According to the report, the host for transmitting these viruses is a website that imitates the website for Cryptohopper, a website where users can program tools to perform automatic cryptocurrency trading.
When the scam site is visited, it reportedly automatically downloads a setup.exe installer, which will infect the computer once it runs. The setup panel will also display the logo of Cryptohopper in another attempt to trick the user.
Running the installer is said to install the Vidar information-stealing Trojan, which further installs two Qulab trojans for mining and clipboard hijacking. The clipper and miners are then deployed once every minute in order to continuously collect data.
The Vidar information-stealing trojan itself will attempt to scrape user data such as browser cookies, browser history, browser payment information, saved login credentials, and cryptocurrency wallets. The information is periodically compiled and sent to a remote server, after which the compilation is deleted.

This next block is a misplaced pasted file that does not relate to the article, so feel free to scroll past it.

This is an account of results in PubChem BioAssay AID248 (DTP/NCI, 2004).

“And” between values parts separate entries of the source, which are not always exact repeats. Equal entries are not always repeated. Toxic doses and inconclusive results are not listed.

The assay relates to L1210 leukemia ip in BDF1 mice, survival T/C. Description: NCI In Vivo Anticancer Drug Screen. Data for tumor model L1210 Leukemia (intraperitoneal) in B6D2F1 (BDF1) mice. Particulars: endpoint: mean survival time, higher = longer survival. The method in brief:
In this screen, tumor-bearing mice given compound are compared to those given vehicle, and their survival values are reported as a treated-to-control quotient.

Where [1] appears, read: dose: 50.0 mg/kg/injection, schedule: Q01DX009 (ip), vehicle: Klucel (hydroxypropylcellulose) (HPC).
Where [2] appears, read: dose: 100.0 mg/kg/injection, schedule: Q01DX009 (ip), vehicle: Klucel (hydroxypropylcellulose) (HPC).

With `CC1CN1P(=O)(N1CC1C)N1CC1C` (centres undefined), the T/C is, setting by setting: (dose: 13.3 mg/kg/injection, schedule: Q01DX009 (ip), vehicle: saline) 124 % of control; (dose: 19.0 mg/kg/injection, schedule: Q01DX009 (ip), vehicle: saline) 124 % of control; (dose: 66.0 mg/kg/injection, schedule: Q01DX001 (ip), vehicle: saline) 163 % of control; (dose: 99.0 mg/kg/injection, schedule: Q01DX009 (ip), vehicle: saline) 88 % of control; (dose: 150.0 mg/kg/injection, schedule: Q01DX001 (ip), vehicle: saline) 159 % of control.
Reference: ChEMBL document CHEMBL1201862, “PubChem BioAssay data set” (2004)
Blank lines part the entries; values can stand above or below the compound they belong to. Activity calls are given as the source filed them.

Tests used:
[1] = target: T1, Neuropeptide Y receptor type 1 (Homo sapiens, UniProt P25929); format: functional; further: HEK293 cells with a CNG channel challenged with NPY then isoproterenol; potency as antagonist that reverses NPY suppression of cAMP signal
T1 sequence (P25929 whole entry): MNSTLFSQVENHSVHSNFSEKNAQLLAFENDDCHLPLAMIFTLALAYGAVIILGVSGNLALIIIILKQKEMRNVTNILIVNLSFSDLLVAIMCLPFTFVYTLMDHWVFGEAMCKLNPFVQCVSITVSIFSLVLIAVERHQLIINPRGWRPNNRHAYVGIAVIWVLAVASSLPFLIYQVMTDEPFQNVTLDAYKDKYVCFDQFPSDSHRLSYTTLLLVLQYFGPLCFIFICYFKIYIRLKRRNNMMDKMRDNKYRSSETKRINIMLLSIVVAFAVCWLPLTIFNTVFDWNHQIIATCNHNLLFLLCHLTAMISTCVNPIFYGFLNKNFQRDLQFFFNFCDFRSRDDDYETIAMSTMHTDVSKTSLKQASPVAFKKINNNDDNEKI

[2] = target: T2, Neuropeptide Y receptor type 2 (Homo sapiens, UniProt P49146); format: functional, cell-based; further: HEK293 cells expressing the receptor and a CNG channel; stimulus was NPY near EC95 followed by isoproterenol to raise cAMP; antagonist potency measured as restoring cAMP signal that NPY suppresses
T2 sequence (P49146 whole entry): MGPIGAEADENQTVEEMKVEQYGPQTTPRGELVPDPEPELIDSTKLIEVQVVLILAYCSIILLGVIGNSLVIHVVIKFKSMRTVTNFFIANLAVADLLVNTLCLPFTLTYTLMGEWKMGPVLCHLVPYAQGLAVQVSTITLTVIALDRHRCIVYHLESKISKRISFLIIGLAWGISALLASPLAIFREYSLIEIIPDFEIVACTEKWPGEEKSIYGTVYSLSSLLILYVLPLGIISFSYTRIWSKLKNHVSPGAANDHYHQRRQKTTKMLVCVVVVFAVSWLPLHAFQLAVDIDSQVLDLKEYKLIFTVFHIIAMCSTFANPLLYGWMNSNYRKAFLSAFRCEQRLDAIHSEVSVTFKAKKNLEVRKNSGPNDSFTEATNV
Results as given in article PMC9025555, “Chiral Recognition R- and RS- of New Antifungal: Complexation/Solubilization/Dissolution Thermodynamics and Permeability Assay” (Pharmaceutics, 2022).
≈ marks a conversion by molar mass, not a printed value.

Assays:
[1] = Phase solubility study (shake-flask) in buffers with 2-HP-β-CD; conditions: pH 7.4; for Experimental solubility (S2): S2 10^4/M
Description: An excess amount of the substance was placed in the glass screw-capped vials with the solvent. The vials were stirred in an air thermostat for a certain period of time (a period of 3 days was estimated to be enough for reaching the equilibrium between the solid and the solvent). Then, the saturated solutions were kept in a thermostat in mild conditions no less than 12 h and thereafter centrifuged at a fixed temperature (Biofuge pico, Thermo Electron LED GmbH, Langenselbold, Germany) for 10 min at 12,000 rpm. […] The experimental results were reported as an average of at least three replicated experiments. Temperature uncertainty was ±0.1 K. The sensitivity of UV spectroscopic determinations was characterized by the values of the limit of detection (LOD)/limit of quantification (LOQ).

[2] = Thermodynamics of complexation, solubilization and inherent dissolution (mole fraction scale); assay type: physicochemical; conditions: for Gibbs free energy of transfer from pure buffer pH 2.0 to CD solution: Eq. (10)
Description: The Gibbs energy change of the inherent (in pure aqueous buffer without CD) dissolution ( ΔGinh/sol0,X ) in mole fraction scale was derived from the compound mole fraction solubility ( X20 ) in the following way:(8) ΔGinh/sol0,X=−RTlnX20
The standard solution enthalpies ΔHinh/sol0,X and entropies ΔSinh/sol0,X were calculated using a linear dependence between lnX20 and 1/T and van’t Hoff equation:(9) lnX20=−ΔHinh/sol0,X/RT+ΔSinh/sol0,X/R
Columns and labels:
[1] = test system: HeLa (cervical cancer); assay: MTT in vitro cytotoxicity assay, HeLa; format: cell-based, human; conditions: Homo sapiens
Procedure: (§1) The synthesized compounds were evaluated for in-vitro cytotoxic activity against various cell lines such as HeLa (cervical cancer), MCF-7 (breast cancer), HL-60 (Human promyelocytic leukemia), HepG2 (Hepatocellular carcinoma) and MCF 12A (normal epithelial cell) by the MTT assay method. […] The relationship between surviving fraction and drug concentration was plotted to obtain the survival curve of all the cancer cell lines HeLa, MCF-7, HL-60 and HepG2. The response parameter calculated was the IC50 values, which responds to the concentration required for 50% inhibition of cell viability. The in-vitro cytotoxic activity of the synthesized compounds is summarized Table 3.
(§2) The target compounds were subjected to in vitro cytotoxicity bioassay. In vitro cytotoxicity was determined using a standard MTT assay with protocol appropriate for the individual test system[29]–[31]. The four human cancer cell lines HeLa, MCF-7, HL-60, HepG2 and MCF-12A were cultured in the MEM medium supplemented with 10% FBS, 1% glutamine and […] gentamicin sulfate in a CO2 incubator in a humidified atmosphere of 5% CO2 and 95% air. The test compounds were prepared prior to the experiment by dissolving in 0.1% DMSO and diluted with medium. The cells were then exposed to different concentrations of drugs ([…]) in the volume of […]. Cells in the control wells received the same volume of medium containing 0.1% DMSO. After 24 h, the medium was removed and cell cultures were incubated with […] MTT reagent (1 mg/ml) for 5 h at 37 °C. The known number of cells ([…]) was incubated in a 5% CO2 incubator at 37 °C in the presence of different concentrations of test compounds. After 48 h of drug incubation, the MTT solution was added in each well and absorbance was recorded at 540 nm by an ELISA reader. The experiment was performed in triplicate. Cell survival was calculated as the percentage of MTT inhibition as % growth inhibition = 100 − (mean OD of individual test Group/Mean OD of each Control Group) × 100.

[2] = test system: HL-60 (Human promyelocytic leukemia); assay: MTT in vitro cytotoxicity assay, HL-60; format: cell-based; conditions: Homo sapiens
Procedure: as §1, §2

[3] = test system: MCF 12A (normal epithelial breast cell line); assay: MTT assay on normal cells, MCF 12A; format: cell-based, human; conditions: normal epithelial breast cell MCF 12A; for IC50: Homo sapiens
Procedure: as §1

The Qulab clipboard hijacker will attempt to substitute its own addresses in the clipboard when it recognizes that a user has copied a string that looks like a wallet address. This allows cryptocurrency transactions initiated by the user to get redirected to the attacker’s address instead.
One wallet reportedly associated with the clipper has received 33 BTC, or $258,335 at press time, via the substitution address ‘1FFRitFm5rP5oY5aeTeDikpQiWRz278L45,’ although this may not all have come from the Cryptohopper scam.
As previously reported by Cointelegraph, a YouTube-based crypto scam campaign was discovered in May, luring in victims with the promise of a free BTC generator. After users ran the alleged BTC generator, which was automatically downloaded by visiting the associated website, they would be infected with a Qulab trojan. Then, the Qulab trojan would attempt to steal user information and run a clipboard hijacker for crypto addresses.